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Champion Forum a pathway for minority coaches

Annual program prepares aspiring head football coaches

By Todd Goodale

Scottie Montgomery was the wide receivers coach at Duke University when he was selected to participate in the NCAA Champion Forum in 2013. Before attending, Montgomery knew he wanted to become a head football coach – but didn’t know how to achieve that goal.

Three years later, Montgomery is head football coach at East Carolina University. And in June, he was back at the Champion Forum, accepting an invitation from NCAA leadership development to speak to eight college football assistant and associate head coaches who, like him, aspire to become head coaches. The attendees were nominated by their head coaches or athletics directors to attend the annual training, which took place this year in Dallas.

 “I don’t think I can put it into words how much it helped me,” said Montgomery, who heard from keynote speaker David Shaw, the Stanford University football coach, during the forum three years ago. “I was so excited when I got the call to come to the Champion Forum in 2013. I was so excited, so I wanted to be prepared. That was the one thing – they gave us an opportunity to be prepared.”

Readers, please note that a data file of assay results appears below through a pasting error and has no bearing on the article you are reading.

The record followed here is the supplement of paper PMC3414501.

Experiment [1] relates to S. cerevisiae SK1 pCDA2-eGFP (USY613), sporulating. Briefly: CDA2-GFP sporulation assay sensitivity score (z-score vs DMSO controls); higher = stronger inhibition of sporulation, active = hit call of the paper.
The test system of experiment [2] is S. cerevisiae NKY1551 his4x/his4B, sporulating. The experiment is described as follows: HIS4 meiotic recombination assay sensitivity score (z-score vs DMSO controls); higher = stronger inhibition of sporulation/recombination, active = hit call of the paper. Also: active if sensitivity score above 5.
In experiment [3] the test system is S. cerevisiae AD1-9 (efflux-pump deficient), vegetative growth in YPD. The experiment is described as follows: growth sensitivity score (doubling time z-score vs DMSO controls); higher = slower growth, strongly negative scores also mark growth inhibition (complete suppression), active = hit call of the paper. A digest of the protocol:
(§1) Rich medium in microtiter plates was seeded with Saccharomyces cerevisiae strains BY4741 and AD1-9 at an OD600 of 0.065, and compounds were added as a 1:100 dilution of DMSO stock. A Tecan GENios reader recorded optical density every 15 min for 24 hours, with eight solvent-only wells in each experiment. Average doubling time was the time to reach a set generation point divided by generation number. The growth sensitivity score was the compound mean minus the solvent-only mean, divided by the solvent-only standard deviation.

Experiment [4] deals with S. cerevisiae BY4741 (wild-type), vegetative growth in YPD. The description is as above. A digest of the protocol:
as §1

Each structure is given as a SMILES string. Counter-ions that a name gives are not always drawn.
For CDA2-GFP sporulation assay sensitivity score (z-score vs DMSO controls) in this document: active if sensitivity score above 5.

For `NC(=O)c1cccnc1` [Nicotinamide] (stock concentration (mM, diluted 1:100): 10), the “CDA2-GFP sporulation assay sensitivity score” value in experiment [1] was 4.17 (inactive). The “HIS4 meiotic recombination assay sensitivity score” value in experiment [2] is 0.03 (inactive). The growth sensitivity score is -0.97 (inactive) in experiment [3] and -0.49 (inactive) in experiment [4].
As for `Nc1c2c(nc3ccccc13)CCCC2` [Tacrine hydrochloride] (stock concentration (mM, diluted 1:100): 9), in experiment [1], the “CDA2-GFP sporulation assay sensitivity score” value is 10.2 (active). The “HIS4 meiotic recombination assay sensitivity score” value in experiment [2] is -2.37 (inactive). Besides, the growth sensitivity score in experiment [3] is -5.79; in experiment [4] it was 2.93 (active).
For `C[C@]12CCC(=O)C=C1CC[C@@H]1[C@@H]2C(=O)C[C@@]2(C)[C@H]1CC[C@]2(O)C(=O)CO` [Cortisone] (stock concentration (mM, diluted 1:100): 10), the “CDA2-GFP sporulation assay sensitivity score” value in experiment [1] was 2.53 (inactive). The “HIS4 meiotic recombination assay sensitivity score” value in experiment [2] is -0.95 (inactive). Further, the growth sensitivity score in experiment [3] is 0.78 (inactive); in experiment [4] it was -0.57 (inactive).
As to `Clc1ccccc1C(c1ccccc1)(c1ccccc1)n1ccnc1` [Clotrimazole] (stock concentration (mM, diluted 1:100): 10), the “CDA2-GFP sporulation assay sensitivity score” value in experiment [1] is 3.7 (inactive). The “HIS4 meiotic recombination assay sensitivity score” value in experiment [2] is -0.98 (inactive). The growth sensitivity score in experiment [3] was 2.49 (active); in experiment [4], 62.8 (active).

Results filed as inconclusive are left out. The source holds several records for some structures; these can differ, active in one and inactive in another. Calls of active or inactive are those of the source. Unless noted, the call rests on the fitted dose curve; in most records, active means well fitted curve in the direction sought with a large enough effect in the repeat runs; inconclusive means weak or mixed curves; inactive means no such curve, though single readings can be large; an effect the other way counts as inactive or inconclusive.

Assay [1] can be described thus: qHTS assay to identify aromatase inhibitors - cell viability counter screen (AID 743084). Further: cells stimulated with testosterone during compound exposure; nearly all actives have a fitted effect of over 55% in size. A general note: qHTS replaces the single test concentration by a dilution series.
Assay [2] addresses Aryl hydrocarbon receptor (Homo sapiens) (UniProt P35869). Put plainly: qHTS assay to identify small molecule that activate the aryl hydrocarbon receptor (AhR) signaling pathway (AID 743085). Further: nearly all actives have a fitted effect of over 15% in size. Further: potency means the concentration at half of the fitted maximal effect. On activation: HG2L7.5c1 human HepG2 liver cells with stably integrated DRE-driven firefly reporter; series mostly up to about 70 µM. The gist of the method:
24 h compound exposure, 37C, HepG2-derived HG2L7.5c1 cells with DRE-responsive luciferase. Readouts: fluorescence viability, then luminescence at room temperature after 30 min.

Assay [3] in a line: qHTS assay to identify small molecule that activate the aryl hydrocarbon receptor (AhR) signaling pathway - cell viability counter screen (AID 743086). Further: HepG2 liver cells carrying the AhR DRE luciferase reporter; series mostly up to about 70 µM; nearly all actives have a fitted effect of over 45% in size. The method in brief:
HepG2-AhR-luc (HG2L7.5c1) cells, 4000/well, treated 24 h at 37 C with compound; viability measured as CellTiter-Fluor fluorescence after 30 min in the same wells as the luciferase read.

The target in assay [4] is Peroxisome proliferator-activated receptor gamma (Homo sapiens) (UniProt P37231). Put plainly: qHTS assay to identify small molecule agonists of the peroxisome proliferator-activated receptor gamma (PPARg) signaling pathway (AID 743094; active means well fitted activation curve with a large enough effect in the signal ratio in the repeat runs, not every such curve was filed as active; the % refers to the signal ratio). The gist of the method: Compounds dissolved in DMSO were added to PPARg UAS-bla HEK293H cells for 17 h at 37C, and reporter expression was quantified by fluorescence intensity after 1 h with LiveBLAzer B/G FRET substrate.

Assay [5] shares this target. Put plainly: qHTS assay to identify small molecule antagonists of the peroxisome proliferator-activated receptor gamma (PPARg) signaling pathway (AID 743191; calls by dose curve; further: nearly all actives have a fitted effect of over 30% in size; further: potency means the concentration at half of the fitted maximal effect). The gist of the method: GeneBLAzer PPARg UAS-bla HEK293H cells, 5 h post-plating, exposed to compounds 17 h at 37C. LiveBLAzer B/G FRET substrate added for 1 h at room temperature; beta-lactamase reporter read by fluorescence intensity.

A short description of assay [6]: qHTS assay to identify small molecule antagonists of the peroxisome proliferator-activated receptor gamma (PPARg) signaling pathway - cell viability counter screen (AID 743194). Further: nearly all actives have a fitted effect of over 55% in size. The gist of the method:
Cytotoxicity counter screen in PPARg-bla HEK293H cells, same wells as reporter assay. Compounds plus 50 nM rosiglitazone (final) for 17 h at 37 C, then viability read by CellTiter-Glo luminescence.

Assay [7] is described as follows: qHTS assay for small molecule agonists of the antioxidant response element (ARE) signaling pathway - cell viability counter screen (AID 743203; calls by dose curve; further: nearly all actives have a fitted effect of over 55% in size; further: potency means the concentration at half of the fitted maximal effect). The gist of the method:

Montgomery is one of 15 past forum participants who have gone on to obtain head coaching positions since the program began in 2006. The Champion Forum combines three days of in-person programming at the National Association of Collegiate Directors of Athletics national convention, some preliminary work before the convention, and yearlong evaluations to provide minority football coaches the realistic preparation necessary to become a college head coach.

The learning allows coaches to clearly define their coaching philosophies, develop their coaching book and establish best practices for how to enhance the well-being of student-athletes.

The 2016 group featured eight coaches representing schools in the Atlantic Coast, American Athletic, Big Ten, Big 12, Pac-12 and Southeastern conferences.

“I think there's a ton of improvement that I need to get done,” said Jimmy Lake, co-defensive coordinator and defensive backs coach at the University of Washington. "Obviously, at the same time, I think I've done some good things to get here. But even if I do become a head coach, and I'm hoping that happens, there's still going to be improvement.”

Besides Montgomery, other presenters at the 2016 forum included a college president, two athletics directors, the president and CEO of an executive search firm, the director of NCAA enforcement and a number of subject matter consultants.

Charley Casserly, former general manager of the NFL’s Washington Redskins and Houston Texans, is one of the forum consultants and provides candid feedback to the coaches based on his experience over 29 years in the NFL. Casserly engages the coaches in their coaching environment after an evaluation at the forum.